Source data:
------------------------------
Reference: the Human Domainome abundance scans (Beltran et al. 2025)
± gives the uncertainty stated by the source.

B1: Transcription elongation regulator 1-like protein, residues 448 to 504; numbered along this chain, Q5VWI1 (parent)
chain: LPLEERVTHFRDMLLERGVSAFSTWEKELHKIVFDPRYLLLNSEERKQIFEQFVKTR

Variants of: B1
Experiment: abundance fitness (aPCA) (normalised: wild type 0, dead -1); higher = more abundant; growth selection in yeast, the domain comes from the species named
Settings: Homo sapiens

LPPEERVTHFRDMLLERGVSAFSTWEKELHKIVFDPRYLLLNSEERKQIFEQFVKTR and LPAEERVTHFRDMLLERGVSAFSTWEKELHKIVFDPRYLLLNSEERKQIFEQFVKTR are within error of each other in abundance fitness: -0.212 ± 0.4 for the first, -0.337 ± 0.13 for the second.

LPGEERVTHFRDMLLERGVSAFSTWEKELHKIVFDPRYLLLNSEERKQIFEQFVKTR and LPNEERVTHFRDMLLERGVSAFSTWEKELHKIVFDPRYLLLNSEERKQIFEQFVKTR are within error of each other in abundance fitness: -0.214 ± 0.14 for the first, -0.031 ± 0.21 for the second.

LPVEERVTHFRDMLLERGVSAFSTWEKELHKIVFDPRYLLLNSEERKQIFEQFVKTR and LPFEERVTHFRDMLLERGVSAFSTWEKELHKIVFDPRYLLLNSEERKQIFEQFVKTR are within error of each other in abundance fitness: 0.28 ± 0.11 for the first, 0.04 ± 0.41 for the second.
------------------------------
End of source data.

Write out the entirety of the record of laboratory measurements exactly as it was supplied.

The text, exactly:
Reference: the Human Domainome abundance scans (Beltran et al. 2025)
± gives the uncertainty stated by the source.

B1: Transcription elongation regulator 1-like protein, residues 448 to 504; numbered along this chain, Q5VWI1 (parent)
chain: LPLEERVTHFRDMLLERGVSAFSTWEKELHKIVFDPRYLLLNSEERKQIFEQFVKTR

Variants of: B1
Experiment: abundance fitness (aPCA) (normalised: wild type 0, dead -1); higher = more abundant; growth selection in yeast, the domain comes from the species named
Settings: Homo sapiens

LPPEERVTHFRDMLLERGVSAFSTWEKELHKIVFDPRYLLLNSEERKQIFEQFVKTR and LPAEERVTHFRDMLLERGVSAFSTWEKELHKIVFDPRYLLLNSEERKQIFEQFVKTR are within error of each other in abundance fitness: -0.212 ± 0.4 for the first, -0.337 ± 0.13 for the second.

LPGEERVTHFRDMLLERGVSAFSTWEKELHKIVFDPRYLLLNSEERKQIFEQFVKTR and LPNEERVTHFRDMLLERGVSAFSTWEKELHKIVFDPRYLLLNSEERKQIFEQFVKTR are within error of each other in abundance fitness: -0.214 ± 0.14 for the first, -0.031 ± 0.21 for the second.

LPVEERVTHFRDMLLERGVSAFSTWEKELHKIVFDPRYLLLNSEERKQIFEQFVKTR and LPFEERVTHFRDMLLERGVSAFSTWEKELHKIVFDPRYLLLNSEERKQIFEQFVKTR are within error of each other in abundance fitness: 0.28 ± 0.11 for the first, 0.04 ± 0.41 for the second.